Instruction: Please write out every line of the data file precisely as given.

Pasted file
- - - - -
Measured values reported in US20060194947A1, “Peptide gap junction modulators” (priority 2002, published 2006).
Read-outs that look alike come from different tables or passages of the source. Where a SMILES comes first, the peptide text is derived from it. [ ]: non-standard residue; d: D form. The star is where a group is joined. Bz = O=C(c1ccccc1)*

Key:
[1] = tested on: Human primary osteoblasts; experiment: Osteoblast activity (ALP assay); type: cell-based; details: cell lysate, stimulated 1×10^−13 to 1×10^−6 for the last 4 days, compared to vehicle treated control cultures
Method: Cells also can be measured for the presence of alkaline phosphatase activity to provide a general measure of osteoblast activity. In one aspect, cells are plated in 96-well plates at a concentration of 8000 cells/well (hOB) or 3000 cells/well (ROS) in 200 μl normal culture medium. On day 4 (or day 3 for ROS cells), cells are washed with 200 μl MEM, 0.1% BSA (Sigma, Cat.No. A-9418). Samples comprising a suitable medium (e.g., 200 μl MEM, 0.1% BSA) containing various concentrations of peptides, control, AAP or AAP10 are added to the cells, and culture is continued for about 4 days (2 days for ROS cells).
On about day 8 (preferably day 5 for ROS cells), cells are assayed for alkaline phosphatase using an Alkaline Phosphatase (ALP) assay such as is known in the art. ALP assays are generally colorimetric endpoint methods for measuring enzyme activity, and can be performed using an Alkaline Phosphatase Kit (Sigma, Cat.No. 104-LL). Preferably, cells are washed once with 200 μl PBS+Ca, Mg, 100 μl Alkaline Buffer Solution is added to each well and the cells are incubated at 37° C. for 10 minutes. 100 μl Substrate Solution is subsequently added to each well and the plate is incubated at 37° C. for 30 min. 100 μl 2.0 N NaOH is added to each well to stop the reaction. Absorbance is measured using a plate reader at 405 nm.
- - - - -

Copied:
Measured values reported in US20060194947A1, “Peptide gap junction modulators” (priority 2002, published 2006).
Read-outs that look alike come from different tables or passages of the source. Where a SMILES comes first, the peptide text is derived from it. [ ]: non-standard residue; d: D form. The star is where a group is joined. Bz = O=C(c1ccccc1)*

Key:
[1] = tested on: Human primary osteoblasts; experiment: Osteoblast activity (ALP assay); type: cell-based; details: cell lysate, stimulated 1×10^−13 to 1×10^−6 for the last 4 days, compared to vehicle treated control cultures
Method: Cells also can be measured for the presence of alkaline phosphatase activity to provide a general measure of osteoblast activity. In one aspect, cells are plated in 96-well plates at a concentration of 8000 cells/well (hOB) or 3000 cells/well (ROS) in 200 μl normal culture medium. On day 4 (or day 3 for ROS cells), cells are washed with 200 μl MEM, 0.1% BSA (Sigma, Cat.No. A-9418). Samples comprising a suitable medium (e.g., 200 μl MEM, 0.1% BSA) containing various concentrations of peptides, control, AAP or AAP10 are added to the cells, and culture is continued for about 4 days (2 days for ROS cells).
On about day 8 (preferably day 5 for ROS cells), cells are assayed for alkaline phosphatase using an Alkaline Phosphatase (ALP) assay such as is known in the art. ALP assays are generally colorimetric endpoint methods for measuring enzyme activity, and can be performed using an Alkaline Phosphatase Kit (Sigma, Cat.No. 104-LL). Preferably, cells are washed once with 200 μl PBS+Ca, Mg, 100 μl Alkaline Buffer Solution is added to each well and the cells are incubated at 37° C. for 10 minutes. 100 μl Substrate Solution is subsequently added to each well and the plate is incubated at 37° C. for 30 min. 100 μl 2.0 N NaOH is added to each well to stop the reaction. Absorbance is measured using a plate reader at 405 nm.